Victoria Police have admitted to “stuffing up” a bungled raid on Melbourne queer bookstore and bar Hares and Hyenas that left an innocent man seriously injured.
Armed police broke in through the garage of the premises on early Saturday morning.
Bookshop owners Crusader Hills and Rowland Thomson posted on Facebook that the heavily armed police never identified themselves.
Police injured staff member Nik Dimopoulos, throwing him to the ground and restraining him.
His head hit the pavement during the police assault and the police action broke his arm in several places.
The police broke in through the venue’s garage looking for a suspect they described to locals as “an armed member of a ‘Lebanese’ gang.”
“At no stage did they identify themselves as police. They just stormed into a dark room shining torches and it was impossible to identify them as police.
“Nik Dimopoulos, thinking that it was an anti-gay home invasion rushed out the door, downstairs and on to the street.”
The post says the police forcibly detained Dimopoulos without ever ordering him to “stop”.
It says the police tethered his hands “way” behind his back. They had no equipment to remove the restraints even after an ambulance arrived.
Dimopoulos “could only see boots and rifles” and he “said he thought he was about to be killed.”
Meanwhile, police bailed up Crusader Hills while Rowland Thomson searched upstairs for his phone to call the police.
Crusader tried to act as a witness to Nik Dimopoulos’ detention in the gutter. However, police threatened to detain him, though he still refused to move.
Nik Dimopoulos is now “in hospital with the likelihood of losing the use of his left arm.”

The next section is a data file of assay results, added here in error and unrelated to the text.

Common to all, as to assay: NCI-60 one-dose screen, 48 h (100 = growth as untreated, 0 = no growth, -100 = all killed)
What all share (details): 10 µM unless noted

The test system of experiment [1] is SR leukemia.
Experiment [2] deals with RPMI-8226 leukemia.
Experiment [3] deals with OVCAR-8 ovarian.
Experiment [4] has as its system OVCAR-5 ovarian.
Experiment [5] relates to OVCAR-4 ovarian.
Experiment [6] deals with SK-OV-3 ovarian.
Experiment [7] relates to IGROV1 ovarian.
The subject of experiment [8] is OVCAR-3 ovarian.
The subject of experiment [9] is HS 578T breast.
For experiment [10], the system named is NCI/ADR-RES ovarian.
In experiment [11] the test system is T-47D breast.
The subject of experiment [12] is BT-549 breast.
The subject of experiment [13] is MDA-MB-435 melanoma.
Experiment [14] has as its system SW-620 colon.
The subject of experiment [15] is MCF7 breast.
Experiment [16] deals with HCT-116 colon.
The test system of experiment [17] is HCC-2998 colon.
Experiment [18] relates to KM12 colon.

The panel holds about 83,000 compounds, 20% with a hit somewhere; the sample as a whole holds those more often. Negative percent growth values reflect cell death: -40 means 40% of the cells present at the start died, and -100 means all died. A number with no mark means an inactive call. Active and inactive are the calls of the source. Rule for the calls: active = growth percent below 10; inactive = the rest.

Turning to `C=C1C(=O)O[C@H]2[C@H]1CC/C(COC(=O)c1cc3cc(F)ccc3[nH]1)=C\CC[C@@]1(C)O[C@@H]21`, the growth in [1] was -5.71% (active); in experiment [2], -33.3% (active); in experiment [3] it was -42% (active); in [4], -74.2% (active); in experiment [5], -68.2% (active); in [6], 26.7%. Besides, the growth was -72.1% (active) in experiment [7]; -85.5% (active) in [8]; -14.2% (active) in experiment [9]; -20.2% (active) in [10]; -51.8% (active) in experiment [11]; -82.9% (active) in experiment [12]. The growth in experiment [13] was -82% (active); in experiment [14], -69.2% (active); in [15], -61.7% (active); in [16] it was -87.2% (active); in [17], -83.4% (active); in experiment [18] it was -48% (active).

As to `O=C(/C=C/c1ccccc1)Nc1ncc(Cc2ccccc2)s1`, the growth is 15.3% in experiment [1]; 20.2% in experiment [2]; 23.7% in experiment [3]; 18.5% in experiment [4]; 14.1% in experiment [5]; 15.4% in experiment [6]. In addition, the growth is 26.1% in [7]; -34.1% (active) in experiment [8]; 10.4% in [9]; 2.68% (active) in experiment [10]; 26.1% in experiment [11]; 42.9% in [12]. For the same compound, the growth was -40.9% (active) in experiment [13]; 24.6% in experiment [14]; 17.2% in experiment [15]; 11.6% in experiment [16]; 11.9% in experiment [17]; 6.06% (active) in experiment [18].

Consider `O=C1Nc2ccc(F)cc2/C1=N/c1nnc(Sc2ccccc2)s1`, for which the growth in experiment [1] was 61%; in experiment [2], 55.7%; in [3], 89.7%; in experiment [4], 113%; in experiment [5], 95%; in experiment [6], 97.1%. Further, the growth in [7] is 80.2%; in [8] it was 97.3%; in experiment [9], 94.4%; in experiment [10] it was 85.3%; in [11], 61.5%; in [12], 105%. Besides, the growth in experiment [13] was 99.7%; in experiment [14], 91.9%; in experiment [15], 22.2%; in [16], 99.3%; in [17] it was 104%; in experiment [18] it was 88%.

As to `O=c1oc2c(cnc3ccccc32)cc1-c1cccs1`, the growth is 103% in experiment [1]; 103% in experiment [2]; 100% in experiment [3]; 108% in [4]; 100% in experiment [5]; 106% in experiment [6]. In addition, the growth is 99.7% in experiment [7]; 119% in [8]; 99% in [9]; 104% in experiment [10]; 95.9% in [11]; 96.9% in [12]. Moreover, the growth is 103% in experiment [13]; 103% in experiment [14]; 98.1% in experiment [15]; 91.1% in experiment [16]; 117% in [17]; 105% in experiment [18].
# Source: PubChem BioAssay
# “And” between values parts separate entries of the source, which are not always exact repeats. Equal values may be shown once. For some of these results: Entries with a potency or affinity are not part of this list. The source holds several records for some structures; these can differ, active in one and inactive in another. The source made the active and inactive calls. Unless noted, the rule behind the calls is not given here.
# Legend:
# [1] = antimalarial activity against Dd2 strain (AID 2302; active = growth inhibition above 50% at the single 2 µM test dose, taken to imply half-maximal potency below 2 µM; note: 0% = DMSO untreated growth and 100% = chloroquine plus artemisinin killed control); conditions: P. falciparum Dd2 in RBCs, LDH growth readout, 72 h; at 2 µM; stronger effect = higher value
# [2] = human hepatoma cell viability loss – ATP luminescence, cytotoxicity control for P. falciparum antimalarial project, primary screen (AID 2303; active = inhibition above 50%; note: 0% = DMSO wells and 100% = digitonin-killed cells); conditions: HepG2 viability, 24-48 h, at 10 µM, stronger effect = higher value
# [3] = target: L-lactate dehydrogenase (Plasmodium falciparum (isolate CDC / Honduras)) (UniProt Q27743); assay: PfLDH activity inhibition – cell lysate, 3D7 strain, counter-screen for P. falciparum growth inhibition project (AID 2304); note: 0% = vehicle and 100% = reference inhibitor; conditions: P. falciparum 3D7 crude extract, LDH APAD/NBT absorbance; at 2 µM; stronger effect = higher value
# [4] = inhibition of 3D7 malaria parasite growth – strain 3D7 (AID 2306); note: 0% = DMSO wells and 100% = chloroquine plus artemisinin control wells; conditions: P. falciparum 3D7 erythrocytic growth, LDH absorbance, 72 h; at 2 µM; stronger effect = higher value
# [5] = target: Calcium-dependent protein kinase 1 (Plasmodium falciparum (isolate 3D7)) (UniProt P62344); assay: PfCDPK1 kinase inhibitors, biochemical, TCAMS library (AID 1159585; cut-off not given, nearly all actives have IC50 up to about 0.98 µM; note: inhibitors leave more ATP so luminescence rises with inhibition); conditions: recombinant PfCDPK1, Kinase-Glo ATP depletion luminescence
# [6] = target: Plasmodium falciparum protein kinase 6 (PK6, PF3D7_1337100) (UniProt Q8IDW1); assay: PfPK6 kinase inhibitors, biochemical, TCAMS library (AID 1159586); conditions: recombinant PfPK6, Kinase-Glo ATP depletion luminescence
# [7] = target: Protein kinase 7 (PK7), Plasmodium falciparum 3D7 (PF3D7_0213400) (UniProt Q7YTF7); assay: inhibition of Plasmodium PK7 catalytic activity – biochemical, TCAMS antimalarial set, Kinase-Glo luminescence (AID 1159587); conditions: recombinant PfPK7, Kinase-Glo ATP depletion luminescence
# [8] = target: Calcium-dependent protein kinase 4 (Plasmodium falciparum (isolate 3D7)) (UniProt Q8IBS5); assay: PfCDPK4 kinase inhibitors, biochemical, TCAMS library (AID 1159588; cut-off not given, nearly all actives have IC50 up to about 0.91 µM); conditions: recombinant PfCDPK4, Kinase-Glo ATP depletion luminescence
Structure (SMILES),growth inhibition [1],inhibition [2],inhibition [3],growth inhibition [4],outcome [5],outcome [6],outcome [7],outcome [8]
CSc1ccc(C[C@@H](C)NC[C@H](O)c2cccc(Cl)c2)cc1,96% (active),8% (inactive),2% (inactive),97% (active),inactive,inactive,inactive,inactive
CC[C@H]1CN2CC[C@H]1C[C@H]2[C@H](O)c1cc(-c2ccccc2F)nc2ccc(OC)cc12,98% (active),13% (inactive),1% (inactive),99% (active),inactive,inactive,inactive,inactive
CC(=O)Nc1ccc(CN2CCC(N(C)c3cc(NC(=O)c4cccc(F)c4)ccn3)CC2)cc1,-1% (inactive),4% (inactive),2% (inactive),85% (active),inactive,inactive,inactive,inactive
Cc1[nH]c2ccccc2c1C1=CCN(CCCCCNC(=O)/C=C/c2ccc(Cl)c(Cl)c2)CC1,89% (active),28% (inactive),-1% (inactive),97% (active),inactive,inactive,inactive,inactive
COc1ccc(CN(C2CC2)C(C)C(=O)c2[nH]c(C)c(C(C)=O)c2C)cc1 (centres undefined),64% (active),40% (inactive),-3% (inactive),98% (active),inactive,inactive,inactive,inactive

The police assault broke the man’s arm in several places from the shoulder down.
“The surgeon described the injury as 12 on a scale of 1 to 10.
“Crusader and Rowland are both shaken but physically fine.
“Nik also has a huge contusion on his head.
“Once again I say AT NO TIME DID THE POLICE IDENTIFY THEMSELVES.”
Nik Dimopoulos underwent surgery on his arm Saturday.
Police response on Hares and Hyenas incident
Assistant Commissioner Luke Cornelius said the police operation was a case of “mistaken identity” and was now under thorough investigation.
“Police stuffed this one up,” Cornelius said.
“Our attendance at the property was a mistake.
“It’s very clear to us that the injuries occasioned by the individual who was arrested by police are very serious, and those injuries demand explanation.”
He offered an apology to Mr Dimopoulos on radio station 3AW on Monday.
“I am appalled and the extent of the injuries that Mr Dimopoulos has suffered,” he said.
“I would be looking to express to Mr Dimopoulos in the most clear terms that I’m very sorry that what has happened to him has happened.”
Earlier, Victoria Police said police followed a vehicle involved in a home invasion and carjacking earlier in the week to near the premise.
Police attempted to intercept the vehicle without success and tracked it to Fitzroy, nearby the queer bookstore.
Multiple specialist units searched the area and raided Hares and Hyenas after reports of a man “fitting a description” at the premises.
“The male sustained serious injuries as a result of the arrest,” a police spokesperson said.
Hares & Hyenas queer bookstore is a Melbourne LGBTIQ community hub.
The venue operates as a bookstore and cafe by day and a bar by night. A much-loved pillar of Melbourne’s queer scene, it attracts a wide cross-section of the LGBTIQ arts and culture communities.
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